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While the imagery of a terrified washerwoman stomping rats isn’t a bad one insofar as being evocative, the mood in the comparison is totally wrong. As a dragon, Tazmikella is among the apex predators of her world, which is true even considering that copper dragons are not the most powerful among dragons. The opponents that she is treading underfoot are certainly to her as at most rats are to a human woman, far less than rats if one is being honest, as the average rat wouldn't likely be eliminated due a a generic stomping, even if the stomper was terrified. Further, the mood of the situation Tazmikella is in compared to the washerwoman is severely off. The passage leading up to the last part projects confidence, ferociousness, and the coordination of a majestic creature dominating her enemies. A terrified washerwoman in contrast likely stomps more floor than rat, and while there might be an argument made for ferociousness, she is anything but coordinated, majestic, or confident in her endeavors. I suppose bonus points should be given to Salvatore for attempting to make an in universe comparison (in the sense that the Realms, as a fantasy world loosely based on medieval times has washerwomen like all such fantasy worlds do), however in this case that is not sufficient to save it from failing. The sad thing is, this simile could be greatly improved by a simple modification: the removal of the word “terrified”, or perhaps replacing it with something to the effect of “frenzied”. With either change, the lack of confidence and coordination can be effectively removed by the reader’s interpretation. The no longer specifically terrified washerwoman becomes one who is accustomed to dealing with rats as one of the aspects of city life, and is going about her routine of chasing them away from her work space. In such a scenario, both confidence and coordination comes from her familiarity with the situation. Better similes can be found for the situation, but the existing one is salvageable.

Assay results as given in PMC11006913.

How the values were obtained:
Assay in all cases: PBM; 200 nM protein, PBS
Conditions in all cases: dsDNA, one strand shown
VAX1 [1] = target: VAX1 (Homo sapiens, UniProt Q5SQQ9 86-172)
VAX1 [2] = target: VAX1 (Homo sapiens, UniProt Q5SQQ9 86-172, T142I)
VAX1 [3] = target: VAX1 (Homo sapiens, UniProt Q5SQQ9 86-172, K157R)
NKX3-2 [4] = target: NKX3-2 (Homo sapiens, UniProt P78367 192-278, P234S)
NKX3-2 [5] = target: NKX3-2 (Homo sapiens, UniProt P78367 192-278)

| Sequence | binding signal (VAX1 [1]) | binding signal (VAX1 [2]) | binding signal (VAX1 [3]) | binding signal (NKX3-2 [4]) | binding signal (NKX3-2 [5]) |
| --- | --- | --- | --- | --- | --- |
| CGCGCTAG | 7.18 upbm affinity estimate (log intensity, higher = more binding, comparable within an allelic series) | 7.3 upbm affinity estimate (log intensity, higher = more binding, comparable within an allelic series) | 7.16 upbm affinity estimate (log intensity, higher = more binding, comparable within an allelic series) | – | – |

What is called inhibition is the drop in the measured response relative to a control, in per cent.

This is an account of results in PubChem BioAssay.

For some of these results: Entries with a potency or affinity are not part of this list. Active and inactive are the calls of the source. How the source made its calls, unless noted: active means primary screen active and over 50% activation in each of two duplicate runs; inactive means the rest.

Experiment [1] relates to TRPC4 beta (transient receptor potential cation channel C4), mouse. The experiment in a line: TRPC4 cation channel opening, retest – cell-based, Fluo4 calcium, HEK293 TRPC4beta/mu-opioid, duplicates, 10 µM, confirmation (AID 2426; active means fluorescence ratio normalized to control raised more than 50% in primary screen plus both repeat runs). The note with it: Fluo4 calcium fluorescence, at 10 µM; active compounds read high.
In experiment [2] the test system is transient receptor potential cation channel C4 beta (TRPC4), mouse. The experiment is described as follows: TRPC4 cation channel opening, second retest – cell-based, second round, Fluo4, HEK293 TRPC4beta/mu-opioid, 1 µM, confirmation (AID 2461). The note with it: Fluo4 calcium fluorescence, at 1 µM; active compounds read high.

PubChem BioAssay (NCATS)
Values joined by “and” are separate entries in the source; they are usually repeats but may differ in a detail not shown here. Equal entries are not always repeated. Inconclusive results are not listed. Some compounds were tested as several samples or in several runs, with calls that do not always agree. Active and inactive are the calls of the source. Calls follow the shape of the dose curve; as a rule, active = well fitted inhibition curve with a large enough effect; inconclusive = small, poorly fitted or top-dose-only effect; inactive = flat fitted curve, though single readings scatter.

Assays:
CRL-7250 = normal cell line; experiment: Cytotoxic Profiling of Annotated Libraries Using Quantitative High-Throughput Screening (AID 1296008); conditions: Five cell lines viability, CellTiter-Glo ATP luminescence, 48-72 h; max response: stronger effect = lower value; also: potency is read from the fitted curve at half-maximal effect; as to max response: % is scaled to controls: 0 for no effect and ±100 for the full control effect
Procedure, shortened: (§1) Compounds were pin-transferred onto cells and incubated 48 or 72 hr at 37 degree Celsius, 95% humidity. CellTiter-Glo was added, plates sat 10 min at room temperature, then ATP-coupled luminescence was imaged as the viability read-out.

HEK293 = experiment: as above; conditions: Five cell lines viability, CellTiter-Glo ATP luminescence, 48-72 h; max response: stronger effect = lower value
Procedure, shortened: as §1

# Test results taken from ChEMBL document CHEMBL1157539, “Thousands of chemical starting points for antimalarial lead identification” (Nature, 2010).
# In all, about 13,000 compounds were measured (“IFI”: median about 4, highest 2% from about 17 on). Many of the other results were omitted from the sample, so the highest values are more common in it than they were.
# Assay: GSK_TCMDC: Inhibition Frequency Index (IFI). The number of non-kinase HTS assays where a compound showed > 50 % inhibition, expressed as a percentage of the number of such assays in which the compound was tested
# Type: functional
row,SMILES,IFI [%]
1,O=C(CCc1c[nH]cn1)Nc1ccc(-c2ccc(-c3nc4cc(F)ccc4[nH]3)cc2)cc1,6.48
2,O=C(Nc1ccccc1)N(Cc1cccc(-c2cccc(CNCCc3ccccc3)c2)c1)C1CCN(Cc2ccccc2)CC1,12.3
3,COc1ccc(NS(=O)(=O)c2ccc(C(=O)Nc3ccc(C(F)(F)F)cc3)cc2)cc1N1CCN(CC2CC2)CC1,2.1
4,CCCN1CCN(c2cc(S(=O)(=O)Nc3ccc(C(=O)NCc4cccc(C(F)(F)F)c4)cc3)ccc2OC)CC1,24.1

The final simile fail, which really takes the cake, is the following: 

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What the serious heck is this analogy even supposed to mean? Taking it apart doesn’t help in making any more sense of it, starting with how the children sent to war part is supposed to be a positive, but even in Lolthite drow culture that is definitely not a positive practice. What exactly is Gromph feeling here? One would presume pride or perhaps determination, given the impressive scope of his attack and the formidability of his opponent. I think Salvatore might be trying for that Gromph is putting out meteors in a great quantity like some large birthing monster puts out offspring, but even taken in that context, it’s difficult to make sense of this comparison. Is Salvatore saying that Gromph has sent many of his children to war? That Gromph enjoys seeing his children burn? It’s honestly difficult to tell. This is most likely one of those things that he wrote thinking that it sounds cool, and of course those among his fans who believe that the most redeeming quality of women are their looks will be all like, “omg that’s so cool” without actually stopping and considering that it means less than nothing.

 

Other Imagery Issues

One of the most prominent and obnoxious Salvatorisms has been the “back on his/her/their heels” phrase. In the past, Salvatore used this phrase so much that someone was being forced back on their heels in almost every tense encounter, combat or otherwise. He has gotten better from abusing it so much, hopefully from the realization that people do not actually go back onto their heels when surprised, especially not expert masters of combat. In Glacier’s Edge, this usage appears only four times. One of those times actually has me wondering if Salvatore has indeed progressed enough beyond this old and awful trope to poke fun at himself for it:

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As commendable as it would be if he were intentionally making fun of himself, unfortunately this passage is unsuccessful overall. While it is a decent example of using context to define the uncommon word “hallux”, unfortunately the understanding of the word is incomplete. The hallux is indeed on the back side of a bird’s foot, but it’s one of the digits of the foot rather than the actual heel. The hallux of a bird is more like our thumb or big toe, and a creature with bird feet would not want to go back on its hallux anymore than we’d want to put weight on our fingers or toes in the opposite direction that they naturally bend. What would more realistically happen, in the unrealistic scenario of going back on one’s heels, is that the vrock would go back to the part of its feet that’s most similar to our thenars, which are the rounded fleshy parts of the hand at the base of the thumb, or in other words, the “heel” of our palms. Please note that I’m not saying that the above passage would be improved with the incorporation of accurate technical terms. It would not be, and the best way to fix it is to drop this Salvatorism altogether.